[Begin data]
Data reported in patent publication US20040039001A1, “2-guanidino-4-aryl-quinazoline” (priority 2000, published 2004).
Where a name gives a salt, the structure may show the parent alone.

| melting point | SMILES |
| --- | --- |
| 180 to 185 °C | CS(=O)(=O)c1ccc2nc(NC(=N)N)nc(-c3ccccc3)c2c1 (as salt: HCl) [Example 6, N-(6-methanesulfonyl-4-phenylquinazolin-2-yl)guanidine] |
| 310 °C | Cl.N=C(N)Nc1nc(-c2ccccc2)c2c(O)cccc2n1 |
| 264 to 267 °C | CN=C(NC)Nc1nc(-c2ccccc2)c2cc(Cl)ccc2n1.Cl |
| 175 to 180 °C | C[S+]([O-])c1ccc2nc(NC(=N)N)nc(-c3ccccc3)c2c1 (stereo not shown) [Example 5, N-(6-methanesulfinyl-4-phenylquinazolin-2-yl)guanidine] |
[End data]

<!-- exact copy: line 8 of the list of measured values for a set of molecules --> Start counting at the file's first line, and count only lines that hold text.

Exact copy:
| 175 to 180 °C | C[S+]([O-])c1ccc2nc(NC(=N)N)nc(-c3ccccc3)c2c1 (stereo not shown) [Example 5, N-(6-methanesulfinyl-4-phenylquinazolin-2-yl)guanidine] |